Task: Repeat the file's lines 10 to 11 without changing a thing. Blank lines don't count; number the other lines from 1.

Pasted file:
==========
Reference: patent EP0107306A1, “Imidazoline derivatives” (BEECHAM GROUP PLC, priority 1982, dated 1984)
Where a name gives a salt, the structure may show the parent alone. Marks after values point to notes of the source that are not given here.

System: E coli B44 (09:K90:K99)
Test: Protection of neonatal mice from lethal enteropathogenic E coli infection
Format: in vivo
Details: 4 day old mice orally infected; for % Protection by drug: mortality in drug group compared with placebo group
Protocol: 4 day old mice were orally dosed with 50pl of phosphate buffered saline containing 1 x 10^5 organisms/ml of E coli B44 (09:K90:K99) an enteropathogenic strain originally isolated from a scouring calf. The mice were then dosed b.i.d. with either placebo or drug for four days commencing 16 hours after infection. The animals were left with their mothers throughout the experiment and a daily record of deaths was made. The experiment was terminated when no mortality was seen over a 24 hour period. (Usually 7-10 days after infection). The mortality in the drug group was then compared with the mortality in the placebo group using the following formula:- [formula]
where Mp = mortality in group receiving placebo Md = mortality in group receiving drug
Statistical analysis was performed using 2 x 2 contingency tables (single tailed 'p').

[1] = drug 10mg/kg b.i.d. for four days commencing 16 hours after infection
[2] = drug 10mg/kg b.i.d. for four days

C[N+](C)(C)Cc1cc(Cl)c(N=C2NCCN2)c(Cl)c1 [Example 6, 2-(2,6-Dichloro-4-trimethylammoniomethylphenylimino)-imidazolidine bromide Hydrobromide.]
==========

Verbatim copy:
[1] = drug 10mg/kg b.i.d. for four days commencing 16 hours after infection
[2] = drug 10mg/kg b.i.d. for four days